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When the winter finally settled in properly, and we had one of those bright crisp days with ice lingering in the shadows, I managed a walk along the Thames Path between Twickenham and Richmond.  It’s one of my favourite walks to do anytime with no special planning, and there’s always a fine hearty lunch waiting somewhere at the end of it!

On this day, the path was almost empty with the occasional dog walker and a robin who followed me a little of the way.  And in the top left picture you can see the old Star and Garter home for ex-service personnel, now being converted to luxury flats  – I would certainly be tempted by that view if I had the odd couple of million to spare!

Autumn brought a trip to Woburn, and it was a truly spectacular time to see the gardens in Woburn Abbey with the firing up of autumn colour in full glory.

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Mudeford Spit

As you can see from my header photo (of Hayling Island), I have an irrational fondness for beach huts.  I’m obviously not alone, since many of them around the UK are now so popular, that to buy one will set you back more than the cost of a castle in Scotland.  I was particularly taken with these huts on Mudeford Spit, which overlooks Christchurch Harbour on the South Coast.  They are also famously expensive – Hut 39 is currently for sale, price £250,000.  Many of them are micro designer crash pads, some even having upstairs areas for beds, as well as gorgeous views whichever way you look, with the harbour on one side and a soft sandy beach the other.  But there is no road access and residents have to use a toilet and shower block.  Still, they really captured my imagination and I really did fancy staying in one for a while!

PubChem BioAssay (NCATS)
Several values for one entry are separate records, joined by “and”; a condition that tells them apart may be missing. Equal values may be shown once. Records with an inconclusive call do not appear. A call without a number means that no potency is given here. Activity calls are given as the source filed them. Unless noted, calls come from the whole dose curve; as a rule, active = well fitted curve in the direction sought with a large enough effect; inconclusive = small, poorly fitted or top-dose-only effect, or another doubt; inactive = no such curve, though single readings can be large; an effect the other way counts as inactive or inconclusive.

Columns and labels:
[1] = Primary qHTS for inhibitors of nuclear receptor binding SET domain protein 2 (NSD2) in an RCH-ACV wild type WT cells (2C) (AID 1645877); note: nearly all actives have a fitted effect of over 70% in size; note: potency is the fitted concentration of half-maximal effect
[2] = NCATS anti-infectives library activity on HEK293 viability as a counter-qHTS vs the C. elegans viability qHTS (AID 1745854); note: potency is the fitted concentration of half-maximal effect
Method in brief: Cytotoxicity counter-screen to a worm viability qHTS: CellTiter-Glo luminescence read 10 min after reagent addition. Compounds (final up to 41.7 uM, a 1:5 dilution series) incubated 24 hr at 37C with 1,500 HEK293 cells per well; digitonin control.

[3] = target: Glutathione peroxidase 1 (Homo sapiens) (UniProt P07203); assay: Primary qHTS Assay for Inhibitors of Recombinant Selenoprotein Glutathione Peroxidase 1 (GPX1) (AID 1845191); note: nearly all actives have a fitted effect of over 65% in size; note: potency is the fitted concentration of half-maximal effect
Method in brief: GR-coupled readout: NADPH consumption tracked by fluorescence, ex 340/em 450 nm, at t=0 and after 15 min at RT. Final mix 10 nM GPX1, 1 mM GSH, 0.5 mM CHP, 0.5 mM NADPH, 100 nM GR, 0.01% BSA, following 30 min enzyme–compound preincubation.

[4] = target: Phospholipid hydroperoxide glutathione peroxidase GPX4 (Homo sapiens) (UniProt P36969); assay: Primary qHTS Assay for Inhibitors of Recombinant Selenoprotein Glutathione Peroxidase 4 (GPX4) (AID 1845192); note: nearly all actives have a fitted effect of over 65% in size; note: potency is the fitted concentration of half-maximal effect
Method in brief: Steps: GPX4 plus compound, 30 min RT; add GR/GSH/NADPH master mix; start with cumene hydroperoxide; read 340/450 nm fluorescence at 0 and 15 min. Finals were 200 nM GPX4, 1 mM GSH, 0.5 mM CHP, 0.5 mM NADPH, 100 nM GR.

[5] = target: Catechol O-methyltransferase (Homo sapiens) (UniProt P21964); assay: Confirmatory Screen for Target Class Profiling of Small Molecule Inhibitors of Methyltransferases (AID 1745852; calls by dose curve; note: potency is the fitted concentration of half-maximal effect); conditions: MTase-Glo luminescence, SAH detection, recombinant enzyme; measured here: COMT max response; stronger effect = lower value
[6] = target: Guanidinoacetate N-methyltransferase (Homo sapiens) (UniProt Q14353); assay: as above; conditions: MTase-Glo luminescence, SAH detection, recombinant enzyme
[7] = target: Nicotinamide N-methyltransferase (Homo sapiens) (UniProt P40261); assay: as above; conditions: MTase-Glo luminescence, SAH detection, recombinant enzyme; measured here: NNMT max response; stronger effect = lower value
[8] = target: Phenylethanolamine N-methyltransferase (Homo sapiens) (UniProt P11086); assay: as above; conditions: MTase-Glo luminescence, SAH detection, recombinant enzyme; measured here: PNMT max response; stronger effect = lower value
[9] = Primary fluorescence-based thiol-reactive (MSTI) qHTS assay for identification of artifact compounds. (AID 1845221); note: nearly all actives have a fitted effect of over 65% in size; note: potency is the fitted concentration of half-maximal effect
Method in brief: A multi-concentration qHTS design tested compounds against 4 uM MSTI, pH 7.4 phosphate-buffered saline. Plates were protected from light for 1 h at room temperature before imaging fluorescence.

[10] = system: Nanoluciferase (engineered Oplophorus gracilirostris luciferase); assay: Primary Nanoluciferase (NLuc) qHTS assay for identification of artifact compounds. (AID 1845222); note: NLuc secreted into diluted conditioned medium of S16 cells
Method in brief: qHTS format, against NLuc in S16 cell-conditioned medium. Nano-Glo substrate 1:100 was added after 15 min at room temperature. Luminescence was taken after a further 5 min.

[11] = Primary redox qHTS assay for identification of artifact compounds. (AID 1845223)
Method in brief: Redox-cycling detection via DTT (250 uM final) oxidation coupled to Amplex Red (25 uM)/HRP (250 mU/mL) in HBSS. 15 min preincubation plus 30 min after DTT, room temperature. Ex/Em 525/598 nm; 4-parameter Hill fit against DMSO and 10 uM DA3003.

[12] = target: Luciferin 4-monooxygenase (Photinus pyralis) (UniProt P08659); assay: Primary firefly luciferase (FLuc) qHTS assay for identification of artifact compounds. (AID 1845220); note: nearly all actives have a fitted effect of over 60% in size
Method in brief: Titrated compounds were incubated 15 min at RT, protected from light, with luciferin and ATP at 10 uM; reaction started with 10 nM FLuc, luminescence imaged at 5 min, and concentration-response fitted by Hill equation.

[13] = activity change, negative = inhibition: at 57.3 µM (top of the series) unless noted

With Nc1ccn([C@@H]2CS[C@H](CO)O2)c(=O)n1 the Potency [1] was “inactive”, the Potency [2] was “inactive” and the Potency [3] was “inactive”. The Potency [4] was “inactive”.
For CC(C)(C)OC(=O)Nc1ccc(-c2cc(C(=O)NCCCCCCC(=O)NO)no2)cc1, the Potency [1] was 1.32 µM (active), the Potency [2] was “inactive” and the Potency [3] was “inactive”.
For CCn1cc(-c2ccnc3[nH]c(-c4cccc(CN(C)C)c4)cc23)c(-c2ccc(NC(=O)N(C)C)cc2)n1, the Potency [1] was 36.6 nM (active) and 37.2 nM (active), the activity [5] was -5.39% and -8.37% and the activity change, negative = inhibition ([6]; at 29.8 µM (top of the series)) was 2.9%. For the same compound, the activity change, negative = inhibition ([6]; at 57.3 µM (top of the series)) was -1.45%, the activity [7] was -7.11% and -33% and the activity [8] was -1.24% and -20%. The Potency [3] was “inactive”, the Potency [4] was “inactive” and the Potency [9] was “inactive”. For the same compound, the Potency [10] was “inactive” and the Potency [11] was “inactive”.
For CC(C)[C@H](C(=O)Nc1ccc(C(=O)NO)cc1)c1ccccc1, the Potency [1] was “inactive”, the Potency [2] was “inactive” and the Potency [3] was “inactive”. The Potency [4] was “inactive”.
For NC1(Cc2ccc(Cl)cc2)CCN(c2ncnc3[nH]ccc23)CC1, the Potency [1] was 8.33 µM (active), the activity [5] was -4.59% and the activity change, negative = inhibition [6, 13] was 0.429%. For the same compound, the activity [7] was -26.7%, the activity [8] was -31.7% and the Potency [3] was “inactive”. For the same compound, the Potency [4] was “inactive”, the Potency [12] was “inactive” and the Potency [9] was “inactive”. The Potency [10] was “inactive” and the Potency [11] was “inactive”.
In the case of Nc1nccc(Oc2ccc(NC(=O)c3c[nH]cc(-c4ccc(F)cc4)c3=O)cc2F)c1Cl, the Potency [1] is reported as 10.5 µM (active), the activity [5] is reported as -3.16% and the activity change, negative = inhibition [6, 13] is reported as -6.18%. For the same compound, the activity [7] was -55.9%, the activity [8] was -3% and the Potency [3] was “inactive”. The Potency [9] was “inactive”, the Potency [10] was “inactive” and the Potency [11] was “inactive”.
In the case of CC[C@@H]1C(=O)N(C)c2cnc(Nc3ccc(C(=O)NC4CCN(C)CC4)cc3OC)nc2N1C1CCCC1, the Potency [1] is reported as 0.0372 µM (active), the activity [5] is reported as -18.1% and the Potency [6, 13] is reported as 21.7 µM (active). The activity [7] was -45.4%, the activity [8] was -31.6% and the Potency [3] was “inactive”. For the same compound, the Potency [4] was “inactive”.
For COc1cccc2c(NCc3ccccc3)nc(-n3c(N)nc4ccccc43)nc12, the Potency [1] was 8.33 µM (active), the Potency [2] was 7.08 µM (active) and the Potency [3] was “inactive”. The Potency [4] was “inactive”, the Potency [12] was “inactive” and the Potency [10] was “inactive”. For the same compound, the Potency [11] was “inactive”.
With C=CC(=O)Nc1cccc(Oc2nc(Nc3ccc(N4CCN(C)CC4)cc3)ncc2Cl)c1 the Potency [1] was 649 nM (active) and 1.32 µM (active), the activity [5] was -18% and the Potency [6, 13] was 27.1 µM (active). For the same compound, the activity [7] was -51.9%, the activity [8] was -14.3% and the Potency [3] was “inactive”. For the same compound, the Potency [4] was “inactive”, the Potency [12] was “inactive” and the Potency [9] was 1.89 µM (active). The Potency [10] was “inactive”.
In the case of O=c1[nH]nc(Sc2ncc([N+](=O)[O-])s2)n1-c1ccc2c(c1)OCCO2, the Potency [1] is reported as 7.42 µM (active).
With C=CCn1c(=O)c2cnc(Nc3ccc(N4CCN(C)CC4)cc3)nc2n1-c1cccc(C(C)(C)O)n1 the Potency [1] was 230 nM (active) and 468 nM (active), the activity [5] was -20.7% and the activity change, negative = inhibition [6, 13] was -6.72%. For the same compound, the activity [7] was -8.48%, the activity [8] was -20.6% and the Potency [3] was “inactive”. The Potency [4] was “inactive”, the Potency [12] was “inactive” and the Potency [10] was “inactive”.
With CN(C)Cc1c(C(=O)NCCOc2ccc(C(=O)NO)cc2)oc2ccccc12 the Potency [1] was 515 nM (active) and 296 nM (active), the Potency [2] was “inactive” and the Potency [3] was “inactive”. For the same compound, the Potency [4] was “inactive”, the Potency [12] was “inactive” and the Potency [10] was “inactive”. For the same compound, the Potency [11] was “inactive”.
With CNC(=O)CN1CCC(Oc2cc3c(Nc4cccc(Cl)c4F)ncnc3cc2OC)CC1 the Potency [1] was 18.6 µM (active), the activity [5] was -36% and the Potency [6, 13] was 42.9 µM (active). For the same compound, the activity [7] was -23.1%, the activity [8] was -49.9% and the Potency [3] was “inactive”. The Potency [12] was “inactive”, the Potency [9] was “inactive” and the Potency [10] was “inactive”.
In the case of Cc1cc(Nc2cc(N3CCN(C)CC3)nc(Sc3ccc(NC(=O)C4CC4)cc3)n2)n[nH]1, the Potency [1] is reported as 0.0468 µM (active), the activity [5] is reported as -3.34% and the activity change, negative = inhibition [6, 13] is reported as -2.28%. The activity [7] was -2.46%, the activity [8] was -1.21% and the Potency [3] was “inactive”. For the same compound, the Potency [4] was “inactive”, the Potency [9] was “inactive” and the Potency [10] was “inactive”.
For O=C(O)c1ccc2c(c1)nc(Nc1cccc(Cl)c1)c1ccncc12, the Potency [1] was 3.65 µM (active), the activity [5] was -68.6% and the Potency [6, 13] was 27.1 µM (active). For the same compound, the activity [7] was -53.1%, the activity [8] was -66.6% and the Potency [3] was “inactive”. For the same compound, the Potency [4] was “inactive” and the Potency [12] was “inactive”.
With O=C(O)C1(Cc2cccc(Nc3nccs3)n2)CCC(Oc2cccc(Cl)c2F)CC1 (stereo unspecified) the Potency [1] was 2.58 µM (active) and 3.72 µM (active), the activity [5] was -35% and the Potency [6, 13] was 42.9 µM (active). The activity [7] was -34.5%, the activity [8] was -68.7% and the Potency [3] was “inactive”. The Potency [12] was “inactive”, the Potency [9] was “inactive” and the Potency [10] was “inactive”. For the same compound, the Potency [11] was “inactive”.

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While we were visiting Abbey Home Farm, we also dropped in for a look at nearby Bibury, a gorgeous small village in the Cotswolds, which claims to be home to the most photographed view in Britain.  And here it is:

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This is Arlington Row, first built in 1380, but converted into weavers cottages in the 17th century, and now owned by the National Trust.

Modern Bibury attracts tour buses and is unfortunately dominated by a trout farm (picturesque as that trout farm may be in this setting!), which is a visitor ‘attraction’.  However, we did manage a lovely wander round the village, a couple of purchases in the gift shop and a good veggie lunch in garden of the Catherine Wheel pub.  All that gorgeous Cotswold stone, a babbling brook and a couple of black swans, all make Bibury well worth the visit.

the bridge in the centre of Bibury

the bridge in the centre of Bibury

The end of Arlington Row

The end of Arlington Row

We decided last weekend that a sunny day meant a trip to the seaside was in order.  It was also an excuse to visit somewhere new, so we packed some sandwiches and a beach blanket and headed to Hayling Island on the south coast.

photo: hayling.co.uk

Hayling is off the coast of Hampshire and is accessible by road bridge from Langstone, the first bridge having been built in 1824.  Before the bridge, it was possible to wade across to the island at low tide, but the island was often cut off in bad weather.  Fortunately the modern bridge is strong enough for vehicles and their passengers – on the original wooden bridge, bus passengers had to get out and walk across!

The island has a long history, but it became a seaside resort in the 19th century, especially with the arrival of the (now defunct) railway.

photo: hayling.co.uk

My favourite titbit of island history is that it was used as a decoy during World War 2 for the strategically more important Portsea Island close by.  Sadly, this did mean that the island was heavily bombed during the war, but the defences built at the time can still be seen on Sinah Common.

photo: hayling.co.uk

These days the funfair still seems to be going strong, but Hayling is also a hotspot for windsurfers and kitesurfers.  There are rows of gorgeous beach huts, a pebble beach, cafe’s and restaurants.  Plenty of bracing walks too – given the local passion for windsuring, I’m guessing the strong breeze we encountered on our trip are not uncommon!

To round off the day we stopped for dinner at the Royal Oak, just on the mainland side of the bridge in Langstone.  This pub is gorgeous, situated right on the water with fabulous views.  They also did a great selection of veggie food – we had a roast veg tatin and a goat’s cheese salad, and there were several more options.

The view from the Royal Oak

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